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Family can be guardian of Alzheimer patient

  • You can make an application before a competent court for declaring that the daughter of the bedridden Alzheimer’s patient or you (as the caretaker) be the guardian of the patient
  • These matters are taken up in a fast track manner and the courts are usually sympathetic and empathetic towards the patient and the applicant

I am a caregiver to an 85-year-old bedridden Alzheimer’s patient who has over Rs1.5 crore saved in a bank and a mutual fund in her name. The power of attorney is given to her daughter. The patient’s doctor has given a certificate that she’s not mentally sound to sign any documents and her thumb impression should be accepted. The bank refuses to allow me or her daughter as a power of attorney-holder to withdraw money for the patient’s treatment. I feel this is denial of basic rights. What should I do now?

—Name withheld on request

Yes, you may be right in your part to conclude that there is a violation of the fundamental right by virtue of which things are at a standstill. You will have to appreciate the fact that the bankers are accountable for managing the public funds and are governed under the Banking Regulation Act. Corporate governance mandates following certain norms, so that there are no fraudulent transactions.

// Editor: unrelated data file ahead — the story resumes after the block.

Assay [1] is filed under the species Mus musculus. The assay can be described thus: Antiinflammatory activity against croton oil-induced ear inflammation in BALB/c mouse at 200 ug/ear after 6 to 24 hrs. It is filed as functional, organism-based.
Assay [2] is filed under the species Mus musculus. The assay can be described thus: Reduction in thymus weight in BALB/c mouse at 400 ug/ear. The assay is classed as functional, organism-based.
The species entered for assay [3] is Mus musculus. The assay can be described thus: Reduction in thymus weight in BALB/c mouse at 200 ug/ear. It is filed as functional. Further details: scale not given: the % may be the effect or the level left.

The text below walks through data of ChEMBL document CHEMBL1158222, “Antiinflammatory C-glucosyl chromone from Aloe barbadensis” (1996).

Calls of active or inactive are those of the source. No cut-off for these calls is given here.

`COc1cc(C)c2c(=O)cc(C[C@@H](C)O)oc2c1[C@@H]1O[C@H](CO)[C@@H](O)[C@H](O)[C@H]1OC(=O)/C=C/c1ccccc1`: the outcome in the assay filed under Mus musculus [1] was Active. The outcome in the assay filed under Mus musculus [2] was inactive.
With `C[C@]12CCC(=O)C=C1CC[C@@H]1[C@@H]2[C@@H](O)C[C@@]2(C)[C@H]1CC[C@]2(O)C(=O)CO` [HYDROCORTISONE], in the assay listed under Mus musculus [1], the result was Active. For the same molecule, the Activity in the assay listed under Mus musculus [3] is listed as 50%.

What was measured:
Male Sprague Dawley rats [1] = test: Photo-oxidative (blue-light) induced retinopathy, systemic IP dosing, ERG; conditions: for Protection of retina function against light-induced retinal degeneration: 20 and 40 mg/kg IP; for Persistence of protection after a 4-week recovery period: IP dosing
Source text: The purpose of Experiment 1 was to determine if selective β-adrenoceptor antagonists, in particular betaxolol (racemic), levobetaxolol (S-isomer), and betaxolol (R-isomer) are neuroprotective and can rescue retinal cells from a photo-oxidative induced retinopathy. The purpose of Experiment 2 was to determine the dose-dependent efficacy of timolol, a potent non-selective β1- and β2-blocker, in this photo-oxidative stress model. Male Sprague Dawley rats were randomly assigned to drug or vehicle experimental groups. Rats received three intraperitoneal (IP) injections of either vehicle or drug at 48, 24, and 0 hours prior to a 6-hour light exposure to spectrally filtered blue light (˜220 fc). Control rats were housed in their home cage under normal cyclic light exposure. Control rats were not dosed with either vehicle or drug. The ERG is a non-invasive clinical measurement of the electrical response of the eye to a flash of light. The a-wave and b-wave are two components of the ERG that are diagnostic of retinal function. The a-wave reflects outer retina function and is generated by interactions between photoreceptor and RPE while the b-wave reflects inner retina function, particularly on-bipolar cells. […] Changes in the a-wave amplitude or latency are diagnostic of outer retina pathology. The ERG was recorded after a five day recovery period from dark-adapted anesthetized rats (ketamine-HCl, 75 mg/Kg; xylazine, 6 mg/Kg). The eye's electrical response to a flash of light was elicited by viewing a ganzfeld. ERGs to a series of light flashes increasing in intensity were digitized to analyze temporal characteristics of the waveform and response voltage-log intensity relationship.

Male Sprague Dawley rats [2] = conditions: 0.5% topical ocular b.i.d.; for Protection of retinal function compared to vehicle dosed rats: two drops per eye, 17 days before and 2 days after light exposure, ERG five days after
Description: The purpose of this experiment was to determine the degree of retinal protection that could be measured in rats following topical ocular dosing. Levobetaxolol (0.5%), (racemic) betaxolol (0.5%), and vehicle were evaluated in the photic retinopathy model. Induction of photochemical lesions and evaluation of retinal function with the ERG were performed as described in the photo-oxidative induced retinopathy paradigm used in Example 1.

What one can do in such exigency is to make an application before the high court or the court having the competent jurisdiction for declaring that the daughter of the bedridden Alzheimer’s patient or you (as the caretaker) be the guardian of the patient, who is unable to do anything on account of him/her being bedridden for Alzheimer’s which the patient is suffering from.

There are judgments passed by the courts similar to the one in hand, where family members have applied to become the guardians of their respective family members (usually daughter/sons/father/husband/wife) who were in a comatose condition or in a condition unable to do anything. The courts usually seek an independent medical report along with the reports of the medical practitioner who is handling the patient’s case. After fully convincing itself of the medical condition, the high court may become convinced that the case is a fit one to grant a writ in the nature of mandamus to the applicant to be the guardian of the patient.

These matters are taken up in a fast track manner and the courts are usually sympathetic and empathetic towards the patient and the applicant.

Aradhana Bhansali is partner, Rajani Associates.

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